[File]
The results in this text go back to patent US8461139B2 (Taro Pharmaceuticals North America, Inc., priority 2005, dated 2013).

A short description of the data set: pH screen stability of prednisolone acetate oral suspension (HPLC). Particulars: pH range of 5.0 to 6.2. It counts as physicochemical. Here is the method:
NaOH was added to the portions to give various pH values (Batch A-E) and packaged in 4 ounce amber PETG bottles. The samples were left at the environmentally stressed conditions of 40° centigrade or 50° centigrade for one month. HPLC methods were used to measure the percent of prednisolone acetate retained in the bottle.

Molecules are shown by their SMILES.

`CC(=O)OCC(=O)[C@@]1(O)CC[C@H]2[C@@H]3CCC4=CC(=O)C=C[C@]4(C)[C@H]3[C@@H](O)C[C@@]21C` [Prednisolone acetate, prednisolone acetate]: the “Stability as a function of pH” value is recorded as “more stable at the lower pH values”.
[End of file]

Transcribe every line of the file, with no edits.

The results in this text go back to patent US8461139B2 (Taro Pharmaceuticals North America, Inc., priority 2005, dated 2013).

A short description of the data set: pH screen stability of prednisolone acetate oral suspension (HPLC). Particulars: pH range of 5.0 to 6.2. It counts as physicochemical. Here is the method:
NaOH was added to the portions to give various pH values (Batch A-E) and packaged in 4 ounce amber PETG bottles. The samples were left at the environmentally stressed conditions of 40° centigrade or 50° centigrade for one month. HPLC methods were used to measure the percent of prednisolone acetate retained in the bottle.

Molecules are shown by their SMILES.

`CC(=O)OCC(=O)[C@@]1(O)CC[C@H]2[C@@H]3CCC4=CC(=O)C=C[C@]4(C)[C@H]3[C@@H](O)C[C@@]21C` [Prednisolone acetate, prednisolone acetate]: the “Stability as a function of pH” value is recorded as “more stable at the lower pH values”.